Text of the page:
Wednesday, October 31, 2012

Happy Halloween!

October Table

I don’t usually dress up for Halloween, but my table does!  Happy Halloween, scary readers.

Can I make a few notes about Halloween this year?  First, I think I saw kids being driven from house to house.  Driven!  I cannot even believe it.  Why, back in my day, we walked miles to collect all the candy.  Seriously.  My brother Charlie and I were quite serious about getting a good candy haul, and I’m sure we walked miles on Halloween night, trick-or-treating our little hearts out.  I love Halloween!  I love candy!

Second, for the first time in my nine years of apartment-dwelling, I had trick-or-treaters show up at my door.  And I had nothing to offer them, except some really old peppermints or chocolate-rum truffles.  It made me so sad!  But as much as I love sweets, I don’t really buy much candy.  I hope one day I will live in a house and be able to host a proper, candy-distributing Halloween night.  Some day…

Wait, before I go.  One more photo, which I have blatantly stolen from my sister-in-law.  It’s my niece and nephew in their matching tiger costumes.  I just melt every time I look at this photo.

Daddy's Tigers

(Thanks, Amanda!)


Happy Halloween, everyone!

Monday, October 29, 2012

File Under “Love”

I’ve been rereading a book that I loved the first and second times I read it.  It’s a divorce memoir called Breaking Apart by Wendy Swallow.  It is beautifully, wisely written, a heartbreaking story about a marriage and what happens when that marriage falls apart.  I’m not sure what compelled me to pluck it from the bookshelf—maybe the sadness within resonates with my own sense of sadness these days?  Or maybe it makes me grateful that by comparison, I’ve had a very easy breakup, one that caused minimal collateral damage to my daily life?  I don’t know.  I am finding, however, that there are so many great passages from this book, paragraphs that make me stop and think.  I thought I’d share a few of them with you, over the next few weeks.  At the risk of seeming disjointed, I’m going to mix content chronologically on the blog here—I’ve got another little series that I want to share, too.  But you are sophisticated readers who can handle some content-mixing, right?  Right!

I knew you could do it.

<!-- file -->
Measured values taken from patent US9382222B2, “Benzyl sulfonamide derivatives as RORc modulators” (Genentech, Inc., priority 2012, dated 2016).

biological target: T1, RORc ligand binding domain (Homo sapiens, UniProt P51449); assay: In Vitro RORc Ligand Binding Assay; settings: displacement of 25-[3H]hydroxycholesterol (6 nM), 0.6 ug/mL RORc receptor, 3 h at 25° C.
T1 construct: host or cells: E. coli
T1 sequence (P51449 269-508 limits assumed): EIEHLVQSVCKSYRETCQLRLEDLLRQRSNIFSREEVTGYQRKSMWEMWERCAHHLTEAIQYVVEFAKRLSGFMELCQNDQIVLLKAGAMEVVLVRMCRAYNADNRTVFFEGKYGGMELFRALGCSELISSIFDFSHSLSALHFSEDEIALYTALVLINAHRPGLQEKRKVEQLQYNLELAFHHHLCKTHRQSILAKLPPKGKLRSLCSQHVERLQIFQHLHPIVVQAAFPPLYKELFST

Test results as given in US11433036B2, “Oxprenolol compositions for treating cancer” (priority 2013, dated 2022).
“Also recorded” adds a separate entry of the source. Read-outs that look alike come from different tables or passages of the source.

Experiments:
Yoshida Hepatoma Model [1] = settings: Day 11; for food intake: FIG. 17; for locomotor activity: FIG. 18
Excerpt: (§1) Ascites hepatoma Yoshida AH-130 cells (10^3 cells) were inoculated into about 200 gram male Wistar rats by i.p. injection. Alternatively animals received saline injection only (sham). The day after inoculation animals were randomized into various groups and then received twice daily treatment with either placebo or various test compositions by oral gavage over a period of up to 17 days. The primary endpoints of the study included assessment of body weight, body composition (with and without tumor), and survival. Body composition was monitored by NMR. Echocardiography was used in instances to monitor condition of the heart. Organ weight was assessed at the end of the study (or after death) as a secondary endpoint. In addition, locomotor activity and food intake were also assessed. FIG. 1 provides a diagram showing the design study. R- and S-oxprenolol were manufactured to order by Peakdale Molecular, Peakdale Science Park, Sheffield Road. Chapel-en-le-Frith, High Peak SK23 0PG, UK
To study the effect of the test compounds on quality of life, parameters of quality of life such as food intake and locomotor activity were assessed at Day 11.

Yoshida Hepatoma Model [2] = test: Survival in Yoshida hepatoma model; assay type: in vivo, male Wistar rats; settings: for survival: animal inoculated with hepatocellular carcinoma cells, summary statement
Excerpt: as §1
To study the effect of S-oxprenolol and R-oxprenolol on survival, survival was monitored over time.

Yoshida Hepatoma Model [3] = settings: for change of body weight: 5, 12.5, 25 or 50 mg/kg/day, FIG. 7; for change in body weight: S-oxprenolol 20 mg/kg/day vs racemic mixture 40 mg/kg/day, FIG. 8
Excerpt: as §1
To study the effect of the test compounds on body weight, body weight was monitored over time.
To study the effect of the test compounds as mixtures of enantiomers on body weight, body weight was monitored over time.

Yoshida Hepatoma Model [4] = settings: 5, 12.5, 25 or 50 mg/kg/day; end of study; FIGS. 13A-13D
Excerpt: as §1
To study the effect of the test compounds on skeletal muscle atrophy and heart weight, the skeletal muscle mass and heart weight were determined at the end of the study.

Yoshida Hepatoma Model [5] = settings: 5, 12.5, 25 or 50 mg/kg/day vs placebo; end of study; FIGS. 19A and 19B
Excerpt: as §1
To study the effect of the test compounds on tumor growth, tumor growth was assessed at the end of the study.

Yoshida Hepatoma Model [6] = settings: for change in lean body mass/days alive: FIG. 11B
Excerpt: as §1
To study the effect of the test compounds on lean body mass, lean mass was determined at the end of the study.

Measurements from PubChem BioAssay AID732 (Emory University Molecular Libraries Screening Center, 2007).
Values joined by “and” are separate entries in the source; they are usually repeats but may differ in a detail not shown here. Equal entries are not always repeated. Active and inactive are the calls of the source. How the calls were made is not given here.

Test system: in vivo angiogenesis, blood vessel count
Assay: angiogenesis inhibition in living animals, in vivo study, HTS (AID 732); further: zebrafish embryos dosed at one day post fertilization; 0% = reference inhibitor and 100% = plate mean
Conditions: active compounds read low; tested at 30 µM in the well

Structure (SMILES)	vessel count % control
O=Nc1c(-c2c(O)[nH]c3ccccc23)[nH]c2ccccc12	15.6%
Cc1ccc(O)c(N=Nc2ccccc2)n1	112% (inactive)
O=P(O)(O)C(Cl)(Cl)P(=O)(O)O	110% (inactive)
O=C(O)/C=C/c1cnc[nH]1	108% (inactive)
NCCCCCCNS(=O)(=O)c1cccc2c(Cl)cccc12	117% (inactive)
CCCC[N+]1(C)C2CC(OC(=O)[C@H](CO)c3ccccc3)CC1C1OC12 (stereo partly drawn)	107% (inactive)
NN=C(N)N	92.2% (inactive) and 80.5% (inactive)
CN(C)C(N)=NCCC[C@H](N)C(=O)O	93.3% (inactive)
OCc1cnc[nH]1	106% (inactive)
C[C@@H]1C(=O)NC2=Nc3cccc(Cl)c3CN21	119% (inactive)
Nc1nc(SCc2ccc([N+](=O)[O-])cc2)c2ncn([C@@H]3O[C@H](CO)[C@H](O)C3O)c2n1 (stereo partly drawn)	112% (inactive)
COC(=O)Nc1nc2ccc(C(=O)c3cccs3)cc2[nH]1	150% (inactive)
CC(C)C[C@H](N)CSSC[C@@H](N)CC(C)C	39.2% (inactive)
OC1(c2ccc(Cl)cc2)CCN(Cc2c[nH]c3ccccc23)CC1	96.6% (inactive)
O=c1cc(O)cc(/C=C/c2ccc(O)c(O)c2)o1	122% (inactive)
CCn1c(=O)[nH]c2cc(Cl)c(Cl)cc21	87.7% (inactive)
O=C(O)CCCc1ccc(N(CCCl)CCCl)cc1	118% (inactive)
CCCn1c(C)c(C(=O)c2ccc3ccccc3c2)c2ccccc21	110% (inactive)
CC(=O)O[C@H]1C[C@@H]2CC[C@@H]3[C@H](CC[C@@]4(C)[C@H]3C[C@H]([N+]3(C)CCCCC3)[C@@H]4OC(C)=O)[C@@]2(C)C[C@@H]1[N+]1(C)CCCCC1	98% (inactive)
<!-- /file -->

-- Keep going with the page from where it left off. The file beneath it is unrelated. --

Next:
Without further ado, the following is from Breaking Apart.

“The challenge is not just about what to do with my spare time either.  It’s about redrawing the outline, this time in bolder ink.  It is about moving into middle age with a clear sense of who I am—not by default this time or someone else’s vision of me—but my own vision, my own compass.  It is also about taking responsibility for who I am, about no longer hiding behind someone else or blaming another for my life’s problems.  Spouses make great deflectors, great scapegoats.  Now, I’m on my own.  By standing alone in the world I stand more honestly, more nakedly than ever before.  It’s my story now.  I’m no longer a footnote in someone else’s book.”

Sunday, October 28, 2012

Start with Small and Silly

Hello!  I promised I’d come back and lo, here I am.

To be honest, I’m feeling a bit scared coming back to this space.  I have a much longer and more serious post I need to write about what happened this month, but I don’t feel quite ready for that.  The short story is that my older brother, Scott, passed away three weeks ago.  Before this month, I had never lost an immediate family member; losing a sibling before we are all old and grey is something I never imagined.  So it’s been a month of shock, and grief, and sadness.  It’s been surreal.  I will tell you more about that soon, but not today.

Today I thought I’d start with something small and silly: a pumpkin-shaped pot.

Staub Pumpkin Pot_cropped

{Screen shot from}

How cute is that?!  It’s a 3.5-quart pot from Staub, and while I totally do not need it, I just love it for its adorable pumpkin-ness.  See how the lid’s handle is even in the shape of a pumpkin stem?  Like many people, I am crazy about fall and all things related to autumn, and pumpkins are the epitome of fall.  It would make me happy every day to see a pumpkin pot perched on my stove, waiting for me to fill it with soup.

At Scott’s memorial, we listened to a poem by Mary Oliver called “Wild Geese.”  It’s a gorgeous poem, and now that it’s infused with his memory, I can’t read it without tearing up.  There’s a line in the poem that says, “You only have to let the soft animal of your body love what it loves.”

That, I think, is what has drawn me back to the kitchen and to this blog.  I love cooking, and I love writing, and those twin loves have endured, even as my life has changed in good ways and in bad.  I just want a cozy space to write and to spread joy.  Me as a soft animal—I just want everyone to feel safe to love what they love.  To feel that it’s safe to be honest.  I know that’s not always possible, but maybe that’s my ideal.

“Whoever you are, no matter how lonely, the world offers itself to your imagination, calls to you like the wild geese, harsh and exciting—over and over announcing your place in the family of things.”

It’s good to be back.  I have missed you.